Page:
Pacifiers are widely used in many developing countries. Although their use is not recommended for breastfeeding infants, there have been no published reports on the association between pacifier use and risk of early weaning. In a study of 354 infants in Brazil, mothers were asked about pacifier use at age 1 month, duration of breastfeeding, and introduction of other foods. Among 249 children still breastfed at 1 month, the risk that a child would be weaned at any age between 1 and 24 months was higher in pacifier users than in non-users (hazard ratio 3.0, 95% CI 2.0-4.6). The association remained even after adjustment for the child's age, sex, birthweight, socioeconomic status, and age at introduction of bottle-feeding.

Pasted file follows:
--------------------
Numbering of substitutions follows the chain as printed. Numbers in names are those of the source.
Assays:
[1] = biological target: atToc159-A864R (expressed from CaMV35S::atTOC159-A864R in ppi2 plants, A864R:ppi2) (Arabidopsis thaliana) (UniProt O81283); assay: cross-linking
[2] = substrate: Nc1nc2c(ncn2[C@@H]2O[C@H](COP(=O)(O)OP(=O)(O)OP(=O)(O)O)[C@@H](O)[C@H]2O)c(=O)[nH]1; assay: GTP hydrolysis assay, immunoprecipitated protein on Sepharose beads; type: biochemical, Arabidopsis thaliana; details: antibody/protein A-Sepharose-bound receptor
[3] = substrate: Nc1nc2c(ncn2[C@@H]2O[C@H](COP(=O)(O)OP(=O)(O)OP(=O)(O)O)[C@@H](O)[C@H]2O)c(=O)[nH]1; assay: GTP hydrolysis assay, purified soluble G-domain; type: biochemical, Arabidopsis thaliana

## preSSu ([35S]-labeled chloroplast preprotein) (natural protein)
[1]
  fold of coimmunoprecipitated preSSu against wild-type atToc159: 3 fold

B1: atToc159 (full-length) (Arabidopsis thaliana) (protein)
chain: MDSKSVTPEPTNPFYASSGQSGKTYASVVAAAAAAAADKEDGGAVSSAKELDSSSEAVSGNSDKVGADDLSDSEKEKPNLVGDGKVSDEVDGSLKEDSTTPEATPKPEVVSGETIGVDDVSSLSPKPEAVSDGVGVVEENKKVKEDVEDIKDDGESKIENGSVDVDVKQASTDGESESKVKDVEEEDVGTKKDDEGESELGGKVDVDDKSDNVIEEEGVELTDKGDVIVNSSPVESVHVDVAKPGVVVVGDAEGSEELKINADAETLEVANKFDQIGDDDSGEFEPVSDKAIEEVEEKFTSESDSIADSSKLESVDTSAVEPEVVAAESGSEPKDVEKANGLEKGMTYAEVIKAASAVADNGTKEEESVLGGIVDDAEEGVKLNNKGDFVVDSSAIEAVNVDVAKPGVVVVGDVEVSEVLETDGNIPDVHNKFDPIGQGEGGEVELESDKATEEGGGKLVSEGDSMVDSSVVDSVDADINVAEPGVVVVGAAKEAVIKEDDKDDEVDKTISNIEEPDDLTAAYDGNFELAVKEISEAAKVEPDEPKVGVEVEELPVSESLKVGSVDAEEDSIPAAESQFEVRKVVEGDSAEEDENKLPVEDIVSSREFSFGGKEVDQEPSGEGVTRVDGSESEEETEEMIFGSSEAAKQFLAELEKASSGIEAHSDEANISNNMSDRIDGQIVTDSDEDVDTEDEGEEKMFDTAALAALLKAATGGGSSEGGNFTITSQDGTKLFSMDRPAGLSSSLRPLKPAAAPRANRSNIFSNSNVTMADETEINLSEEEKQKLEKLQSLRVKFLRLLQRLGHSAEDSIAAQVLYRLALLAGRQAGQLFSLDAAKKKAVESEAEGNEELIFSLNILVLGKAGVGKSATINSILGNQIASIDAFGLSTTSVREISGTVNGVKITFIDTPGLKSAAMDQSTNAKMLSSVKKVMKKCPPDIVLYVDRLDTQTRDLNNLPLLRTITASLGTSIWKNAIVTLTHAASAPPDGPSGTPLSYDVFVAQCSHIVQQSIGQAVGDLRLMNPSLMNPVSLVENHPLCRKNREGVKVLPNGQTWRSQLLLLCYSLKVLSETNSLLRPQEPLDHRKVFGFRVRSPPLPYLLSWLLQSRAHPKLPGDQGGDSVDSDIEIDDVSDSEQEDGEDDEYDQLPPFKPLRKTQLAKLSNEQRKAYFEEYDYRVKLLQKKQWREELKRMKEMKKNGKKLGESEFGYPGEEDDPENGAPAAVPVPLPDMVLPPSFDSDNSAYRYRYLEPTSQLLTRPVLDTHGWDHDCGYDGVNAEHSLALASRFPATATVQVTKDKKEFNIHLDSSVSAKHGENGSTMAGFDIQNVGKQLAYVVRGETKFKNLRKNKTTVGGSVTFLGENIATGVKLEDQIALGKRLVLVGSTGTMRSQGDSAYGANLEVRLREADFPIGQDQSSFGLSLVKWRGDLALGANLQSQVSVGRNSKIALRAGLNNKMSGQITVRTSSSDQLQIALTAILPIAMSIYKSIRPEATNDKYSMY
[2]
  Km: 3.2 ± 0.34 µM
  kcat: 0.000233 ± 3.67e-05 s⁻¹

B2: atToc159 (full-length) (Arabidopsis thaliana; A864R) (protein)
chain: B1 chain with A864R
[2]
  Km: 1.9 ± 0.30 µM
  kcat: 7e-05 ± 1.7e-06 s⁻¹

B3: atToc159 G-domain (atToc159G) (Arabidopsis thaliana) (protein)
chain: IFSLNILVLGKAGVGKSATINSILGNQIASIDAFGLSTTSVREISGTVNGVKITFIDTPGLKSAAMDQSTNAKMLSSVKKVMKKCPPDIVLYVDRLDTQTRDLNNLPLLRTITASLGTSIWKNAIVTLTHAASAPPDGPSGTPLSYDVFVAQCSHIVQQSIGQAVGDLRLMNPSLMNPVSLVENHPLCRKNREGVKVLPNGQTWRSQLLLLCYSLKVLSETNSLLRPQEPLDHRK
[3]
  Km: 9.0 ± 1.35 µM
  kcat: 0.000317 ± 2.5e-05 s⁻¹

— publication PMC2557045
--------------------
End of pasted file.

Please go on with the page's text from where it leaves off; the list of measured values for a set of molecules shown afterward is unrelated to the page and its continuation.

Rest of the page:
PIP: Epidemiologists analyze data on 354 children less than 2 years old living in slum areas of Pelotas, Brazil, to determine the relationship between pacifier use and breast feeding duration. By the age of 1 month, 67% of the infants use a pacifier, and at 3 months and older, 80% do. Breast feeding lasts for a median of 3.5 months. By age 1 month, 94% of the children have been given water and/or herbal teas and 27% are fed formula. The 166 pacifier users at 1 month have a greater likelihood of being weaned between 1 and 24 months than are the 83 nonusers (hazard ratio = 3). Further, among the 186 children who are at least 6 months old, nonusers of pacifiers are significantly less likely to be weaned at 6 months than are users of pacifiers (24% vs. 65%; p .001). Among children who use pacifiers, part-time users of pacifiers are significantly less likely to be weaned at 6 months than are full-time users (59% vs. 72%; p .001), suggesting a dose-response relationship. The association between pacifier use and weaning continues even when the researchers adjust for bottle feeding. The only other factor linked with weaning is age of introduction to bottle feeding (hazard ratio for bottle feeding 1 month = 1.6). Infants who use pacifiers at 1 month are 1.3 times more likely to have been treated for diarrhea than nonusers. The mean weight for length z score of pacifier users is much more negative than nonusers (-0.45 vs. -.21; p = .055). Possible explanations for these results are the pacifiers are causally associated with weaning, used as a means to begin weaning, or mark the beginning of breast feeding, pacifier use may decrease nipple stimulation and thereby reduce milk production. Further research is needed to understand the role of pacifiers in weaning, and breast feeding promotion efforts must incorporate the information obtained from such studies.